Figure 4.2

Normal eyelid margin architecture. Note the position of the gray line, meibomian glands, and mucocutaneous junction.

Box 4.2

Eyelid Margin Architecture

  • Mucocutaneous junction

  • Meibomian gland orifices

  • Gray line

  • Eyelashes

Just anterior to the mucocutaneous junction are the meibomian gland orifices extending out from the tarsal plate. By everting the eyelid during the slit lamp examination you can see the faint vertical lines of the meibomian glands visible in the tarsal plate. Anterior to the meibomian gland orifices is the gray line . Initially, this line was thought to result from the fusion of the anterior and posterior lamellae. In reality, the gray line is a specialized muscle of the pretarsal orbicularis, known as the muscle of Riolan. The gray line is still used as a landmark to surgically separate the anterior and posterior lamellae of the eyelid in some procedures. Posterior to the gray line is the posterior lamella (the tarsus and the conjunctiva). Anterior to the gray line is the anterior lamella (the skin and muscle). The eyelashes arise anterior to the gray line, usually in one or two irregular rows in the lower lid and three or four irregular rows in the upper lid. The eyelash follicles originate on the surface of the tarsal plate. Learn these subtle anatomic features of the eyelid. They are especially important when you are evaluating patients with mild cicatricial entropion or trichiasis. I emphasize the changes that occur in the lid margin later in this chapter and more completely in Chapter 5 .

The Stable Lower Eyelid

Let’s go over the anatomic factors that are important for understanding and treating entropion. Remind yourself of the layers of the lower eyelid inferior to the tarsal plate (see Figure 2.35 ). Starting at a point below the tarsus from anterior to posterior, the layers of the eyelid are:

  • Skin

  • Orbicularis muscle

  • Septum

  • Preaponeurotic fat (the landmark for the lower lid retractors)

  • Retractors

  • Conjunctiva

The lid margin remains normally apposed to the eye during eye movements through a combination of forces holding the lid in position. Watch the lid during the slit lamp examination as the eye moves up and down. The pretarsal eyelid and the eyelid margin move as a unit. Remember that the pretarsal orbicularis is firmly adherent to the anterior surface of the tarsus, creating a block of tissue. The mucocutaneous junction of the eyelid margin does not change its position relative to the eyeball as the eye rotates ( Figure 4.3 ) . This is one of many aspects of our functional anatomy that we take for granted. When you try to reconstruct a missing eyelid margin, you come to appreciate this even more!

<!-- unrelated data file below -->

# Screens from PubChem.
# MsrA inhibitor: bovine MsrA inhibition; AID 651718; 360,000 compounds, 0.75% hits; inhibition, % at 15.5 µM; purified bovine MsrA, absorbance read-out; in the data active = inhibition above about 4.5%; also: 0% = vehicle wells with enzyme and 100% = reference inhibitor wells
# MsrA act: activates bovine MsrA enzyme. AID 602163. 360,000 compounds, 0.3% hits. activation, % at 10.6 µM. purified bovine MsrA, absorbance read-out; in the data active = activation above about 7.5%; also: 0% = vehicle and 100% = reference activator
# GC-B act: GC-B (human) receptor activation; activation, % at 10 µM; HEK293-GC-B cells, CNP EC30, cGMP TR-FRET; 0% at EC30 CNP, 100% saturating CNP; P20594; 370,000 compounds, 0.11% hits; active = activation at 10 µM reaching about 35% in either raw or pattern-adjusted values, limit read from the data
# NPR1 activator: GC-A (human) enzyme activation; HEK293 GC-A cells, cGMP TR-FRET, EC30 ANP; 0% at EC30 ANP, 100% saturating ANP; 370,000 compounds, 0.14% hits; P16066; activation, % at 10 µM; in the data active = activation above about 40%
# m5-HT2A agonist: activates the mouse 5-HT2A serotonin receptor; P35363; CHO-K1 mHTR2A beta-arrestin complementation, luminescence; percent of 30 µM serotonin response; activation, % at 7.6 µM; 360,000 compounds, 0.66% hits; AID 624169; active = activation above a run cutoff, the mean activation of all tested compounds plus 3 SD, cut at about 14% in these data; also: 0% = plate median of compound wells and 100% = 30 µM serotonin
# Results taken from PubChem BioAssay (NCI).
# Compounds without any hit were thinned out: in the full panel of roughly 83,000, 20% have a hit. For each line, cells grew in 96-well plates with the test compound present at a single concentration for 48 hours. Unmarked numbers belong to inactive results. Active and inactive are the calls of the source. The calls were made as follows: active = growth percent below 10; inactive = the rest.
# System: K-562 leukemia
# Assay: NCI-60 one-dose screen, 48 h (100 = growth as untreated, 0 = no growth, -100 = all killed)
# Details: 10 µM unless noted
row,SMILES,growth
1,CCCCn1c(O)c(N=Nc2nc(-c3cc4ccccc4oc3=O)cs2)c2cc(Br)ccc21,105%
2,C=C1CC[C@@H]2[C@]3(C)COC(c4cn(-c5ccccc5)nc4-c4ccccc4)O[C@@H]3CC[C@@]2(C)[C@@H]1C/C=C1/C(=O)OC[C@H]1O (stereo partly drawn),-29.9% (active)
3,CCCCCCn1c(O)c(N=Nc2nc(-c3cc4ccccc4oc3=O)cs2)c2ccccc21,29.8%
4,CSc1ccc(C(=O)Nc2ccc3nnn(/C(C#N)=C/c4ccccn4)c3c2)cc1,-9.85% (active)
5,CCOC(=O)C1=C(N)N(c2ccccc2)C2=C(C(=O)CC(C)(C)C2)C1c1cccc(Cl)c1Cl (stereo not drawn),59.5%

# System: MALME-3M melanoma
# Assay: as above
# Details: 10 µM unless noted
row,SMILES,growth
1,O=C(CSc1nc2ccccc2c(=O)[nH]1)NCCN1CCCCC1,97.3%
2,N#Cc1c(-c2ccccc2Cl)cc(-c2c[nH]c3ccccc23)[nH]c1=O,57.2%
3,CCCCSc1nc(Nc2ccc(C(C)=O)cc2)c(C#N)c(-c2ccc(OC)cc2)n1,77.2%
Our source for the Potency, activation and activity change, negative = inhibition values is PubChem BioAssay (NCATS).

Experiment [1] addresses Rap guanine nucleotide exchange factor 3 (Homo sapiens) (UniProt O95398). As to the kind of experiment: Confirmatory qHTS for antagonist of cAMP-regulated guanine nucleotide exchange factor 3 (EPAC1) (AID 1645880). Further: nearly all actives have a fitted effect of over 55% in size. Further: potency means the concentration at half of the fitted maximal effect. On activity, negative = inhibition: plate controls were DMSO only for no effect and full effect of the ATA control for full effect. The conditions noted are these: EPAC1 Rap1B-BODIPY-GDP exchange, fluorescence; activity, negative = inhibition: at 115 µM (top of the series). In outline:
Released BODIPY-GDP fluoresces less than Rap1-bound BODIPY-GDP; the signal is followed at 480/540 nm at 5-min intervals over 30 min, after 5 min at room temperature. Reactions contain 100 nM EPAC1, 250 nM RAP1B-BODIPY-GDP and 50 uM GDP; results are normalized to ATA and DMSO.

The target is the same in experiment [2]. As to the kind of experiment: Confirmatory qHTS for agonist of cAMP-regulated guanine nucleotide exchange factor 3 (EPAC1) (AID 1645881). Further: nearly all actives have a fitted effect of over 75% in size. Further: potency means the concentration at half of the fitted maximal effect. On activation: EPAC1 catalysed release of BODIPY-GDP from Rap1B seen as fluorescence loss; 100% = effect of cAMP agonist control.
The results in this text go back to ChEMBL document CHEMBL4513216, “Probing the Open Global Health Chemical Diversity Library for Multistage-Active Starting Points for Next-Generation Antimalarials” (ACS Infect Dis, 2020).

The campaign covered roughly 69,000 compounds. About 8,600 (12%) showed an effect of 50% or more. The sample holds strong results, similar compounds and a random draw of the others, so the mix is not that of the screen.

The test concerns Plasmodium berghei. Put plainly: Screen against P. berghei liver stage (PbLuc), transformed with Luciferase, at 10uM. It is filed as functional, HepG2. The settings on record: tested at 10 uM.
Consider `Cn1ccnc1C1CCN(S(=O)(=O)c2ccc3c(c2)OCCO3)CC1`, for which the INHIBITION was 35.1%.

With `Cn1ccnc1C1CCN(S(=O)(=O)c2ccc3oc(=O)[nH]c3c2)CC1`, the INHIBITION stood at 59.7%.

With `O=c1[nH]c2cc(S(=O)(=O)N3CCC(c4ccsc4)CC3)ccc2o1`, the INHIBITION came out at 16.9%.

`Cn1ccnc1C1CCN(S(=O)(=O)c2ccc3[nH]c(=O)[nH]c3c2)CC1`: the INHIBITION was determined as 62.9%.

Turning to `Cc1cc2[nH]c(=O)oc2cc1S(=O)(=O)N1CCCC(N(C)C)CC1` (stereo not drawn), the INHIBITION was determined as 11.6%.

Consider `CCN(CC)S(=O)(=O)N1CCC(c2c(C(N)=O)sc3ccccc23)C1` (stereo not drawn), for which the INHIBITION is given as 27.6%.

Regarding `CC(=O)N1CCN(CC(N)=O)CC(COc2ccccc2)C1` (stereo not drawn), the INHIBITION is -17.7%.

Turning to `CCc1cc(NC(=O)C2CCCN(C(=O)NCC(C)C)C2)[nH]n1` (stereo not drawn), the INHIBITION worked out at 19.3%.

Figure 4.3

Eyelid margin architecture. ( A ) Normal eyelid margin. The lid margin is a flat platform with a sharp right-angled posterior edge. Normal landmarks (from posterior to anterior) are the mucocutaneous junction, meibomian gland orifices, gray line, and eyelashes. ( B ) Abnormal eyelid margin. This eyelid (manually everted) shows migration of the conjunctiva over the meibomian glands in the central area. The mucocutaneous margin has migrated anteriorly, a sure sign of long-standing entropion, usually cicatricial. A scar is present pulling the eyelid margin inward. ( C ) Close-up view of same eyelid. Notice that the mucocutaneous junction is now anterior to the meibomian glands. The gland openings appear as slits.

Several factors contribute to the stability of the lid. In general, a tight lower eyelid, without horizontal lid laxity, is a stable lid. Laxity predisposes the lower lid to either ectropion or entropion , as we have seen in Chapter 3 . Think about what the lower eyelid retractors do. As the eye looks down, the lower lid retractors pull the lower eyelid downward. If the retractors did not work in synchrony with the eyeball, the eyelid would block the pupil in downgaze. This synchronous movement results from the connection of the capsulopalpebral fascia portion of the lower eyelid retractors with the inferior rectus muscle.

The lower eyelid retractors also help to keep the eyelid margin in normal position. The retractors pull the lower margin of the tarsus inferiorly and posteriorly, in the direction of the pull of the inferior rectus muscle. This keeps the lower edge of the tarsal plate tucked in against the eye with the eyelid margin in the normal position. Normal tension on the lower eyelid retractors is essential for maintaining a stable eyelid and preventing entropion ( Box 4.3 ).

Box 4.3

Factors Contributing to the Stability of the Lower Eyelid

  • Appropriate horizontal tension of the lower lid so that the eyelid is apposed to the eyeball

  • Lower lid retractors applying appropriate tension to the inferior margin of the tarsus, pulling the lower edge of the tarsus inferiorly and posteriorly and thus preventing the lid margin from turning inward toward the eye

  • Synchronous movement of the inferior rectus and lower lid retractors so that the eyelid moves downward as the eye travels in downgaze

  • Balance between the anterior and posterior lamellar tension

In the normal eyelid, the anterior and posterior lamellar tissues superior to the tarsus have enough redundancy and flexibility so that normal movement does not alter the position of the lid margin. There is no pull or cicatricial force turning the eyelid inward or outward.

Involutional Entropion

Involutional entropion occurs only in the lower lid. Three anatomic factors play a role in involutional entropion:

  • Laxity of lower eyelid retractors

  • Horizontal lid laxity

  • Overriding preseptal orbicularis muscle